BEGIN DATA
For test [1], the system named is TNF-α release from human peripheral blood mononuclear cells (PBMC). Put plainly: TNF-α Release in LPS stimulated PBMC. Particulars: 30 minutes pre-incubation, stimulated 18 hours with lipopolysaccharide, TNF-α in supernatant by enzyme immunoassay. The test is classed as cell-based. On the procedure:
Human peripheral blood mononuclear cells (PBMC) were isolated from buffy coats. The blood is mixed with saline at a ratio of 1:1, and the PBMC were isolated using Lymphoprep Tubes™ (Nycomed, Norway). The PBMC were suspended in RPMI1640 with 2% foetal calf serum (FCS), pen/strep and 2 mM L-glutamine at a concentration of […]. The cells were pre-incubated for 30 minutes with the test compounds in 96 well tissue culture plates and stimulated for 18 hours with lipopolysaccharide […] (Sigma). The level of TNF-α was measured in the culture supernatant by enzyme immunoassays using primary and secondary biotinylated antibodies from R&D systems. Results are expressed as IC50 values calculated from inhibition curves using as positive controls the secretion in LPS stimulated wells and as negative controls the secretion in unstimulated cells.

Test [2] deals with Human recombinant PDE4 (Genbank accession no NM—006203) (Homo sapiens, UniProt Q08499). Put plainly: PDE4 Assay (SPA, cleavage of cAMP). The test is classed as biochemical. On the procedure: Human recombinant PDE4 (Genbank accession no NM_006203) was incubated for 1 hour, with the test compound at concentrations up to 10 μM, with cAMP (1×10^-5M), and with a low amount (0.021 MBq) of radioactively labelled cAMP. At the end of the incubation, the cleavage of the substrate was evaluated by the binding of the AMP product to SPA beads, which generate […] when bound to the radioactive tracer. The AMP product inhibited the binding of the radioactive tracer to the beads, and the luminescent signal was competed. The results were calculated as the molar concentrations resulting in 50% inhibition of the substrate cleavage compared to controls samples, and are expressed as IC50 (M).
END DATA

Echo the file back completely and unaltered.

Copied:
For test [1], the system named is TNF-α release from human peripheral blood mononuclear cells (PBMC). Put plainly: TNF-α Release in LPS stimulated PBMC. Particulars: 30 minutes pre-incubation, stimulated 18 hours with lipopolysaccharide, TNF-α in supernatant by enzyme immunoassay. The test is classed as cell-based. On the procedure:
Human peripheral blood mononuclear cells (PBMC) were isolated from buffy coats. The blood is mixed with saline at a ratio of 1:1, and the PBMC were isolated using Lymphoprep Tubes™ (Nycomed, Norway). The PBMC were suspended in RPMI1640 with 2% foetal calf serum (FCS), pen/strep and 2 mM L-glutamine at a concentration of […]. The cells were pre-incubated for 30 minutes with the test compounds in 96 well tissue culture plates and stimulated for 18 hours with lipopolysaccharide […] (Sigma). The level of TNF-α was measured in the culture supernatant by enzyme immunoassays using primary and secondary biotinylated antibodies from R&D systems. Results are expressed as IC50 values calculated from inhibition curves using as positive controls the secretion in LPS stimulated wells and as negative controls the secretion in unstimulated cells.

Test [2] deals with Human recombinant PDE4 (Genbank accession no NM—006203) (Homo sapiens, UniProt Q08499). Put plainly: PDE4 Assay (SPA, cleavage of cAMP). The test is classed as biochemical. On the procedure: Human recombinant PDE4 (Genbank accession no NM_006203) was incubated for 1 hour, with the test compound at concentrations up to 10 μM, with cAMP (1×10^-5M), and with a low amount (0.021 MBq) of radioactively labelled cAMP. At the end of the incubation, the cleavage of the substrate was evaluated by the binding of the AMP product to SPA beads, which generate […] when bound to the radioactive tracer. The AMP product inhibited the binding of the radioactive tracer to the beads, and the luminescent signal was competed. The results were calculated as the molar concentrations resulting in 50% inhibition of the substrate cleavage compared to controls samples, and are expressed as IC50 (M).